In English, many things are named after a particular country – but have you ever wondered what those things are called in those countries?
- Are strychnine or warfarin poisons or noxious things?
- Some medicines used during the Civil War now are known to be poisons, including arsenic and strychnine.
- For example, potatoes contain solanine, mushrooms have strychnine, apples and apricots have cyanide.
- Her weapon of choice was arsenic or strychnine, poison which she bought from a chemist in Turffontein.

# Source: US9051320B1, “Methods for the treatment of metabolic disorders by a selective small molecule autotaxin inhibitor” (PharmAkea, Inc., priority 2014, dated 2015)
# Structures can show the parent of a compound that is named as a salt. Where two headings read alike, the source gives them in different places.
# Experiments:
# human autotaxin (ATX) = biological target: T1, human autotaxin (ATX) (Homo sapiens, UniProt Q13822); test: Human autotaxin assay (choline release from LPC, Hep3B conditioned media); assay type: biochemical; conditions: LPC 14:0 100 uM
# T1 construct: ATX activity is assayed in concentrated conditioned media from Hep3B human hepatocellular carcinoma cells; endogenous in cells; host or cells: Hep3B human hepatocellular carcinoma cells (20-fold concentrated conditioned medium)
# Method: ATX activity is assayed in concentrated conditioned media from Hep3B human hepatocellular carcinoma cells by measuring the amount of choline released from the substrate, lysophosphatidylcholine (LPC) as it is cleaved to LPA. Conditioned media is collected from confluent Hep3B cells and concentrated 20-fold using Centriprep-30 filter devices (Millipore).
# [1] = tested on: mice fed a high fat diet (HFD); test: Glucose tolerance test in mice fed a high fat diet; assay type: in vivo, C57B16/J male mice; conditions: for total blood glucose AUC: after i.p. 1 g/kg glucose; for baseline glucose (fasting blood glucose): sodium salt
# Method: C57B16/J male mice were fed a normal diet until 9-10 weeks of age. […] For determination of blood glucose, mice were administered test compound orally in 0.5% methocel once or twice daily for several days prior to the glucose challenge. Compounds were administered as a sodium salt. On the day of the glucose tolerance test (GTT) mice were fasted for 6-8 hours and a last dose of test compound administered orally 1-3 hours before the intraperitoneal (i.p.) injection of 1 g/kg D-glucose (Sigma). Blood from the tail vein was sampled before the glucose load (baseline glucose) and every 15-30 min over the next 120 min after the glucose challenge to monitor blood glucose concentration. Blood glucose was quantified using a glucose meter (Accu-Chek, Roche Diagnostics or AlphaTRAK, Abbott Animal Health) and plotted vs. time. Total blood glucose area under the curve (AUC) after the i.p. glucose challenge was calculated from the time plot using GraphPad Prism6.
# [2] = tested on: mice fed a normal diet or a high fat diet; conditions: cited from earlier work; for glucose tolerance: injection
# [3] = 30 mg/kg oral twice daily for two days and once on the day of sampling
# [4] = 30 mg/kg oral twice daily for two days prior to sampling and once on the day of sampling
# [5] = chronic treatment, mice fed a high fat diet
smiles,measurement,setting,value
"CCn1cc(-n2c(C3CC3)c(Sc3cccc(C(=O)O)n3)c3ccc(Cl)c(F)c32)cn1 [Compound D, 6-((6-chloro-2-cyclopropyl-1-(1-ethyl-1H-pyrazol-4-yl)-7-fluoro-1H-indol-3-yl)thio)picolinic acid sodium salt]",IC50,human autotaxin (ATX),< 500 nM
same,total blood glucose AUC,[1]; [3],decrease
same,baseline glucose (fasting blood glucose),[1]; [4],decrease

- Others combined wine with strychnine, a poison used as a stimulant in small amounts.
English has borrowed many of the following foreign expressions of parting, so you’ve probably encountered some of these ways to say goodbye in other languages.
Many words formed by the addition of the suffix –ster are now obsolete - which ones are due a resurgence?
As their breed names often attest, dogs are a truly international bunch. Let’s take a look at 12 different dog breed names and their backstories.